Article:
SCIO, N.Y.—Gunner, a bomb-sniffing dog mustered out of the Marines for canine post-traumatic stress disorder, has found a new home with Deb and Dan Dunham, whose Marine son died in Iraq protecting the men beside him.
With patience and a red-rubber toy, the Dunhams are trying to coax Gunner back to emotional health. With liquid brown eyes and Labrador loyalty, Gunner is giving the Dunhams back a little of what they lost. Together, they are healing what they can and living with what they must.
“My Marine never came home,” says Deb. “I have a place for a Marine.”
In 2004, during a patrol near the Syrian border, Cpl. Jason Dunham found himself fighting an insurgent hand-to-hand on a dusty road. When two other Marines ran over to help, the Iraqi dropped a hand grenade.
Instead of rolling away, Cpl. Dunham covered the grenade with his helmet, shielding his men.
Though peppered with shrapnel, the other Marines walked away. A grenade fragment penetrated Cpl. Dunham’s brain, sending him into a coma.
Doctors in the field gave him up for lost, but he survived the trip to the Naval hospital in Maryland.
Deb and Dan met Jason there, expecting to watch him recover. Instead, doctors told them that their son would never regain consciousness.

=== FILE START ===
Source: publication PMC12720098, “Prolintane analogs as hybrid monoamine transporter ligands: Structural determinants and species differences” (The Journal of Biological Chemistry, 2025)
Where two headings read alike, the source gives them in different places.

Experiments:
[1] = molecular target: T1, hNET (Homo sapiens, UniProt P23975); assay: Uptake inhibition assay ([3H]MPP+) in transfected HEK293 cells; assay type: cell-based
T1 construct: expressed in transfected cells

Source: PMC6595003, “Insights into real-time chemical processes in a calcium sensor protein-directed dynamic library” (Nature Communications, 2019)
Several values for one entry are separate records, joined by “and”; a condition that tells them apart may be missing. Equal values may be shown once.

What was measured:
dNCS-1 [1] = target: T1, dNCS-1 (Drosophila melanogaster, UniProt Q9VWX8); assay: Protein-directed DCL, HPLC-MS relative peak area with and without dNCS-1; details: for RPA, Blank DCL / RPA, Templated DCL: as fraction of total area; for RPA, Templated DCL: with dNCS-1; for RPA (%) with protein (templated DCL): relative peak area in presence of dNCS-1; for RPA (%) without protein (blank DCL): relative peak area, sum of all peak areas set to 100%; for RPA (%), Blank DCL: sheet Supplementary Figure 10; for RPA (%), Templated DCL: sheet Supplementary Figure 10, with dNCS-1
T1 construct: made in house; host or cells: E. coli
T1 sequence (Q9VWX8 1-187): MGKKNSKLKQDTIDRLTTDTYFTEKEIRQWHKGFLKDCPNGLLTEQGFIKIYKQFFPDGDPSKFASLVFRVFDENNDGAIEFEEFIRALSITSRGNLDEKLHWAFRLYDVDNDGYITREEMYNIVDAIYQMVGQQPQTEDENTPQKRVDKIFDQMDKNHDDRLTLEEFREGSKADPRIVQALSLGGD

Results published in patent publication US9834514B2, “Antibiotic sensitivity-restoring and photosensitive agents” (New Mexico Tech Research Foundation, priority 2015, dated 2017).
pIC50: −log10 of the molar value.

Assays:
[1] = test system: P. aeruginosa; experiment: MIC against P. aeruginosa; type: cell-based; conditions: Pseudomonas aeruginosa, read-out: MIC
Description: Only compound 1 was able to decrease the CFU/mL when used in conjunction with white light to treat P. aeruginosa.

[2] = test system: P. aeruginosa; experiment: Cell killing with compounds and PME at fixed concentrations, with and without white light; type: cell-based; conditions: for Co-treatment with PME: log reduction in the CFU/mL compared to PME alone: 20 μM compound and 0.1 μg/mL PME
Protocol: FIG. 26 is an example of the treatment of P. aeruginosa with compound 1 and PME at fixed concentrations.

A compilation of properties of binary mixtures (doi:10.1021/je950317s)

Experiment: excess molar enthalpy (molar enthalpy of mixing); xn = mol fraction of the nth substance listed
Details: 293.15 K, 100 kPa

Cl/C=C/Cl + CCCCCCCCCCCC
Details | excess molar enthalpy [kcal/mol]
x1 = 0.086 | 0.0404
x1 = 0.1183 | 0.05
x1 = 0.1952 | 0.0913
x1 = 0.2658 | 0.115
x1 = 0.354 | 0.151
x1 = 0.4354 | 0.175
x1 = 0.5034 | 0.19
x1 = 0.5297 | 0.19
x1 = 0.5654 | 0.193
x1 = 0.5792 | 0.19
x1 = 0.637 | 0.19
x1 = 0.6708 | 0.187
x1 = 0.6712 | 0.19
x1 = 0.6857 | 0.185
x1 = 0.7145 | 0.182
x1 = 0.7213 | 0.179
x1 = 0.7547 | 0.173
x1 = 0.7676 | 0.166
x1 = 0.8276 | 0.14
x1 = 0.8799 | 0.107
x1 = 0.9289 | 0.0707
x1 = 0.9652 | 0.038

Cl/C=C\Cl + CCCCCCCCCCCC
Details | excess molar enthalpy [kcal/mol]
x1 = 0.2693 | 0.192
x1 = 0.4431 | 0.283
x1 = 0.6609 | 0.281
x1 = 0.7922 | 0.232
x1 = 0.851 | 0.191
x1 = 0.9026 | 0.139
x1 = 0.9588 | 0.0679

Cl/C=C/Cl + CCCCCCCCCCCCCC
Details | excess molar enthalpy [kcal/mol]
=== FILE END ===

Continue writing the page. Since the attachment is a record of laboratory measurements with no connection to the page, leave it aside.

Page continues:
In keeping with instructions Jason left before going to war, the Dunhams removed him from life support. He was 22 years old.
At the White House in 2007, then-President George W. Bush presented the Dunhams with their son’s Medal of Honor, the nation’s highest military award.
In 2004 Deb and Dan Dunham lost their son Jason to an insurgent’s grenade in Iraq. Now the Scio, N.Y., couple is healing — and being healed by — another wounded Marine: Gunner, a bomb-sniffing dog traumatized by war.
Gunner’s wounds are emotional, not physical. Trained to sniff out explosive booby traps, he was deployed with the Marines to Afghanistan last fall. His trainer wasn’t sure what trauma pushed him over the edge—the explosions around the camp perhaps, or gunfire from the rifle range.
Told to hunt for explosives during trial runs, he’d make a token effort then circle back to his trainer’s side, hoping to play fetch. Gunner proved so skittish that the troops never risked sending him on patrol.